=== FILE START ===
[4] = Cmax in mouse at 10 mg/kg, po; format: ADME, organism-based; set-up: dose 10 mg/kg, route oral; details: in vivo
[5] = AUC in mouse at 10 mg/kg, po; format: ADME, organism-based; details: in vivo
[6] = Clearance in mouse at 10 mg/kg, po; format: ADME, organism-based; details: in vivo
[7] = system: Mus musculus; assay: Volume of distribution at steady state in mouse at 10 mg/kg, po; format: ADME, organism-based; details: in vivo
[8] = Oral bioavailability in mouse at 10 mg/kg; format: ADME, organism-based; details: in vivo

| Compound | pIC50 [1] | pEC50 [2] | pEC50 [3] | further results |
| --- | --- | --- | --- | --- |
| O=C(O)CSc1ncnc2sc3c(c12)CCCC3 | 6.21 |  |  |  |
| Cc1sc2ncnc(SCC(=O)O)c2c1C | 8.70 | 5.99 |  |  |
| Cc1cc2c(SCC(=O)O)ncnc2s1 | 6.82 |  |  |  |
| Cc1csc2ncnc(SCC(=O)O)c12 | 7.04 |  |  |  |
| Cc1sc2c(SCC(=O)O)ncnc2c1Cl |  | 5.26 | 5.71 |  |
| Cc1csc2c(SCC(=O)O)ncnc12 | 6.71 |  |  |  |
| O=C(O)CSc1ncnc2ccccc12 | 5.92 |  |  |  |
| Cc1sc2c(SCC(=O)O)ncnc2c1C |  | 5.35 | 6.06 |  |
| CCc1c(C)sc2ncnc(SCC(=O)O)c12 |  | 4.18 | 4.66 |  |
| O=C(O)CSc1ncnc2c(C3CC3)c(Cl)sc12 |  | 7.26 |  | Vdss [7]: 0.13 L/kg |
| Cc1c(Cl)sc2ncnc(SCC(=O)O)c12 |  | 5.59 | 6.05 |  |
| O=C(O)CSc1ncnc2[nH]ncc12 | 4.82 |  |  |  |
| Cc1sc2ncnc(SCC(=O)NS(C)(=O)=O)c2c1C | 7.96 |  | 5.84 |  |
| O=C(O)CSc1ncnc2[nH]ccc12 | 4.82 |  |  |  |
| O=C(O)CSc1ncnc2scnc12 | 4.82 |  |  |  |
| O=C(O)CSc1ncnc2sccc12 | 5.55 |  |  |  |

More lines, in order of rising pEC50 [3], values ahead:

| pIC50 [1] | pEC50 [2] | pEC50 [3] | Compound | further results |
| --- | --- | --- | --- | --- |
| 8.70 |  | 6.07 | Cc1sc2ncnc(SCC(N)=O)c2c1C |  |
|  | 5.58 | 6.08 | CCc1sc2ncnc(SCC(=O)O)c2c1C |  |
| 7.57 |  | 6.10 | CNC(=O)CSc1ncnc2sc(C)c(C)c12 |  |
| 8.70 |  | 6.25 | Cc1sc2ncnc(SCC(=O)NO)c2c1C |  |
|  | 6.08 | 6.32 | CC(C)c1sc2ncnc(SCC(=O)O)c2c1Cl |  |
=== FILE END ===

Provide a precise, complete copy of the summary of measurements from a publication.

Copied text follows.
[4] = Cmax in mouse at 10 mg/kg, po; format: ADME, organism-based; set-up: dose 10 mg/kg, route oral; details: in vivo
[5] = AUC in mouse at 10 mg/kg, po; format: ADME, organism-based; details: in vivo
[6] = Clearance in mouse at 10 mg/kg, po; format: ADME, organism-based; details: in vivo
[7] = system: Mus musculus; assay: Volume of distribution at steady state in mouse at 10 mg/kg, po; format: ADME, organism-based; details: in vivo
[8] = Oral bioavailability in mouse at 10 mg/kg; format: ADME, organism-based; details: in vivo

| Compound | pIC50 [1] | pEC50 [2] | pEC50 [3] | further results |
| --- | --- | --- | --- | --- |
| O=C(O)CSc1ncnc2sc3c(c12)CCCC3 | 6.21 |  |  |  |
| Cc1sc2ncnc(SCC(=O)O)c2c1C | 8.70 | 5.99 |  |  |
| Cc1cc2c(SCC(=O)O)ncnc2s1 | 6.82 |  |  |  |
| Cc1csc2ncnc(SCC(=O)O)c12 | 7.04 |  |  |  |
| Cc1sc2c(SCC(=O)O)ncnc2c1Cl |  | 5.26 | 5.71 |  |
| Cc1csc2c(SCC(=O)O)ncnc12 | 6.71 |  |  |  |
| O=C(O)CSc1ncnc2ccccc12 | 5.92 |  |  |  |
| Cc1sc2c(SCC(=O)O)ncnc2c1C |  | 5.35 | 6.06 |  |
| CCc1c(C)sc2ncnc(SCC(=O)O)c12 |  | 4.18 | 4.66 |  |
| O=C(O)CSc1ncnc2c(C3CC3)c(Cl)sc12 |  | 7.26 |  | Vdss [7]: 0.13 L/kg |
| Cc1c(Cl)sc2ncnc(SCC(=O)O)c12 |  | 5.59 | 6.05 |  |
| O=C(O)CSc1ncnc2[nH]ncc12 | 4.82 |  |  |  |
| Cc1sc2ncnc(SCC(=O)NS(C)(=O)=O)c2c1C | 7.96 |  | 5.84 |  |
| O=C(O)CSc1ncnc2[nH]ccc12 | 4.82 |  |  |  |
| O=C(O)CSc1ncnc2scnc12 | 4.82 |  |  |  |
| O=C(O)CSc1ncnc2sccc12 | 5.55 |  |  |  |

More lines, in order of rising pEC50 [3], values ahead:

| pIC50 [1] | pEC50 [2] | pEC50 [3] | Compound | further results |
| --- | --- | --- | --- | --- |
| 8.70 |  | 6.07 | Cc1sc2ncnc(SCC(N)=O)c2c1C |  |
|  | 5.58 | 6.08 | CCc1sc2ncnc(SCC(=O)O)c2c1C |  |
| 7.57 |  | 6.10 | CNC(=O)CSc1ncnc2sc(C)c(C)c12 |  |
| 8.70 |  | 6.25 | Cc1sc2ncnc(SCC(=O)NO)c2c1C |  |
|  | 6.08 | 6.32 | CC(C)c1sc2ncnc(SCC(=O)O)c2c1Cl |  |